26% of construction companies currently exhibit warning signs that indicate they are at risk of failure, according to research by Moore Stephens.
Although companies building commercial properties are most at risk, with 32% facing an increased chance of entering into insolvency by 2020, 23% of those building residential properties are also courting disaster.
This reflects how the commercial property sector is facing increasing pressure from continued uncertainty over Brexit negotiations, throwing their ability to secure buyers or tenants for new buildings into doubt, analysts at Moore Stephens said.
Many multinational companies are weighing up whether to maintain UK staff levels and retain offices here, and investors are reviewing the on-going attractiveness of markets such as London.
Residential property building companies are at slightly lower risk because the housing shortage is likely to sustain demand for new homes, the accountancy firm noted.
The construction sector is under pressure due to tightening margins as the fall in sterling since the EU referendum has pushed up import costs, with smaller contractors’ profitability among the hardest hit.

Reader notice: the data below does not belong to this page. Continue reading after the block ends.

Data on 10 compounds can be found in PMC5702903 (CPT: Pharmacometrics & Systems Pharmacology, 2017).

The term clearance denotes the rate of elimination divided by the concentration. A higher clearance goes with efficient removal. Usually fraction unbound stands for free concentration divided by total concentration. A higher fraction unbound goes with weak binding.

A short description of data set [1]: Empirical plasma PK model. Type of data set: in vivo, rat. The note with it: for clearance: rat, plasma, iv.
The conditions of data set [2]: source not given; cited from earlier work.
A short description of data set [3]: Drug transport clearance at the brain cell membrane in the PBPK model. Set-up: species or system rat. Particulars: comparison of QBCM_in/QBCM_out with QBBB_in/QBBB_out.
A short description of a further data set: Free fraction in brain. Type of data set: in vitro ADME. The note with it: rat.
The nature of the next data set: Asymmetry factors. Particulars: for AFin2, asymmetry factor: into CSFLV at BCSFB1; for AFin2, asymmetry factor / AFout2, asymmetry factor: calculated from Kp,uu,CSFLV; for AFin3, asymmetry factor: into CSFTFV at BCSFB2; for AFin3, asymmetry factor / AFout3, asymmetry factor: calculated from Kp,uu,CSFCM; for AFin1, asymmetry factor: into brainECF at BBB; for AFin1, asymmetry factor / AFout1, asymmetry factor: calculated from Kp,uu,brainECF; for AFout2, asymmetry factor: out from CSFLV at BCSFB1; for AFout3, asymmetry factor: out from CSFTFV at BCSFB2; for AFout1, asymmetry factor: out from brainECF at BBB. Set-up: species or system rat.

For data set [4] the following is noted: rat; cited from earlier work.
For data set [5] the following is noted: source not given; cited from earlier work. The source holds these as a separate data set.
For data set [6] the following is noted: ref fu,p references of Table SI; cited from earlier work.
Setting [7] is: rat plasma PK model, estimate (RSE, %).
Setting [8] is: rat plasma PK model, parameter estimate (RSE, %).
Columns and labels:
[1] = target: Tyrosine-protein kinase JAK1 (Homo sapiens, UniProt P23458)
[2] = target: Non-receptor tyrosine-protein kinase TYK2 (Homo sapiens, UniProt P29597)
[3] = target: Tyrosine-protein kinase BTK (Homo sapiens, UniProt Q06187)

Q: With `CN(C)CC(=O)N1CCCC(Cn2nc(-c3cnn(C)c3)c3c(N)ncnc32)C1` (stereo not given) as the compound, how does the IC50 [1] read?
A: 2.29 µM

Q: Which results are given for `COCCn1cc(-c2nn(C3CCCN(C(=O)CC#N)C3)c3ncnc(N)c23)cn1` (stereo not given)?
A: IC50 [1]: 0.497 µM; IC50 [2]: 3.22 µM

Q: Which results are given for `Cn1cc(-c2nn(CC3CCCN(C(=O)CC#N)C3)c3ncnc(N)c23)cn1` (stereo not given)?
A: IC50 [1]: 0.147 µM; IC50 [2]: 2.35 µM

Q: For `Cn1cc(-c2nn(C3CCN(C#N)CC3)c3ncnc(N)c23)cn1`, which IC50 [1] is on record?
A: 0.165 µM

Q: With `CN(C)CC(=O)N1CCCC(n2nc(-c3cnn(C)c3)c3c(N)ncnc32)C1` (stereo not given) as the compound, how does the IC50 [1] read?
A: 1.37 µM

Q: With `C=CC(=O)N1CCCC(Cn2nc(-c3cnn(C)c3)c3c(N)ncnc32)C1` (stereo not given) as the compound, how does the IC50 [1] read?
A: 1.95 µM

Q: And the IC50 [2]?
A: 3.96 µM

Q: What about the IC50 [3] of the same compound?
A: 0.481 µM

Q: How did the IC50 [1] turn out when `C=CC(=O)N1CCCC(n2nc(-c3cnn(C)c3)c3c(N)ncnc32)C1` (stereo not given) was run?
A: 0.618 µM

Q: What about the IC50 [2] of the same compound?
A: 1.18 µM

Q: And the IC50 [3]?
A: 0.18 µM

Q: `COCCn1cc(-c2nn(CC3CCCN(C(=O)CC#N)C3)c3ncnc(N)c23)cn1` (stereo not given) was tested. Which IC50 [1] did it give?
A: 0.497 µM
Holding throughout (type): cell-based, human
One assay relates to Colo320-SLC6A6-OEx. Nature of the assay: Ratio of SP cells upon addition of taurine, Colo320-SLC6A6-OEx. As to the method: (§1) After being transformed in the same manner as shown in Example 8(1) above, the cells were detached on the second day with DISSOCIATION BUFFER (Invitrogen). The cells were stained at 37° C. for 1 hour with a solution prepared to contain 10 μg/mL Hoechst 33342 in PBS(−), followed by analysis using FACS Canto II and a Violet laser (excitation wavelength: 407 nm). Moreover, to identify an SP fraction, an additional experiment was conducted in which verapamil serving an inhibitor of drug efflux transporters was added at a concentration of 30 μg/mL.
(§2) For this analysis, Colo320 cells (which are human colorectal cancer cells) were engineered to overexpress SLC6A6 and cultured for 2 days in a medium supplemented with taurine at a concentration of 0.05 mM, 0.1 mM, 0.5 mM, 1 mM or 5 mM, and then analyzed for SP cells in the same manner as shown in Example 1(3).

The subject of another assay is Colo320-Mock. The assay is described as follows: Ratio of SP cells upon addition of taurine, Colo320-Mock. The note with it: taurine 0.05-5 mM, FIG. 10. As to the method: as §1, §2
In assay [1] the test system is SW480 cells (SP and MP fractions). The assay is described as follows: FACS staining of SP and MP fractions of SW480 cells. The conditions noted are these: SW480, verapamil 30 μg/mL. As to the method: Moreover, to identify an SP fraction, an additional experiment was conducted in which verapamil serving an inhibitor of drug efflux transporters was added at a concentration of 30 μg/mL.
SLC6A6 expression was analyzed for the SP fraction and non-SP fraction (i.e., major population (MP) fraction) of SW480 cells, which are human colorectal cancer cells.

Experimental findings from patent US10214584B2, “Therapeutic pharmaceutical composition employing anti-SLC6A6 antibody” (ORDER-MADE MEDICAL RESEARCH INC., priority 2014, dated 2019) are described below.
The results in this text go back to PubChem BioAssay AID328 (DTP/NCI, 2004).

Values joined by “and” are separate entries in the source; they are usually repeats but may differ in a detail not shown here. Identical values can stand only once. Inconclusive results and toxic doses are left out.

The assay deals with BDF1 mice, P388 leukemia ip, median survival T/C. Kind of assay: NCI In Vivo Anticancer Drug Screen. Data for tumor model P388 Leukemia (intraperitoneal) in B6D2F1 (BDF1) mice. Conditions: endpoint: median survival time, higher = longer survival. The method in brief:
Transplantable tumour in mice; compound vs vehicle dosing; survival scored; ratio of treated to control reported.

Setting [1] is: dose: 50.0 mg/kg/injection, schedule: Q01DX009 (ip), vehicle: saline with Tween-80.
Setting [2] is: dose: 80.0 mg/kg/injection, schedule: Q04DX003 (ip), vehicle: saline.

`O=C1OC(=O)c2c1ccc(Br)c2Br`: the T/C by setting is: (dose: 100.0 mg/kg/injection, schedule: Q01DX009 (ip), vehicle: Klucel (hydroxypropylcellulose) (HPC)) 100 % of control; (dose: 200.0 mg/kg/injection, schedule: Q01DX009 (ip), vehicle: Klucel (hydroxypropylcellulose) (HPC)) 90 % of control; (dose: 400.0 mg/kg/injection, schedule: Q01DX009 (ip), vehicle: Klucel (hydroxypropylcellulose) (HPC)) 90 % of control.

Smaller companies can also find it harder to access bank lending for projects, putting cash flow under strain.
Construction companies could face further problems in the future if access to skilled labour becomes more limited following Brexit, pushing up wage bills, if EU nationals are no longer willing or able to work in the UK.
Lee Causer, Restructuring Partner, said, “Brexit is weighing heavily on the construction industry, putting the viability of some firms at risk.
“Uncertainty over future demand from potential purchasers and occupiers, particularly in the London office market, combined with rising materials costs and the increasing problem of skills shortages, could create a perfect storm.
“Construction companies need to ensure that their business models are resilient enough to withstand whatever the next few years has in store and put contingency plans in place to cover all eventualities.”
While most specialist sub-contractors’ risk of failure is in line with the sector average of 26%, plumbers and heating/air conditioning engineers, as well as electricians, are at lower risk, at 23% and 22% respectively.
Lee Causer added, “Specialist trades such as plumbers and electricians continue to be in strong demand, as the trend for home improvements shows no signs of slowing and the pace of new house-builds looks set to continue as the Government tries to plug the housing shortage.”